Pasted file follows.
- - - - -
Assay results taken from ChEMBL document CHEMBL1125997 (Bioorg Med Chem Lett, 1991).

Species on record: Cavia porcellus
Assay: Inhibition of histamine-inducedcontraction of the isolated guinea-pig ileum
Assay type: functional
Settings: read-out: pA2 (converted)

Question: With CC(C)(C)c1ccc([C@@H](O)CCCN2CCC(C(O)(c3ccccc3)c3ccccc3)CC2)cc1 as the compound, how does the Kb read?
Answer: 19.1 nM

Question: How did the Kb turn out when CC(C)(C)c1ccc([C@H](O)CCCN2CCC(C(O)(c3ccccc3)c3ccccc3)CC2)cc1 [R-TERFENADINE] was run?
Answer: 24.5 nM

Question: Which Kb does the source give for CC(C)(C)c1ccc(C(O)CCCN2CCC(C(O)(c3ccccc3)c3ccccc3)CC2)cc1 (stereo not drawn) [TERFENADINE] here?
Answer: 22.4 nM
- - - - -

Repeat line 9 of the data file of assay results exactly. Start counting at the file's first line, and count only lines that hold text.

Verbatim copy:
Answer: 24.5 nM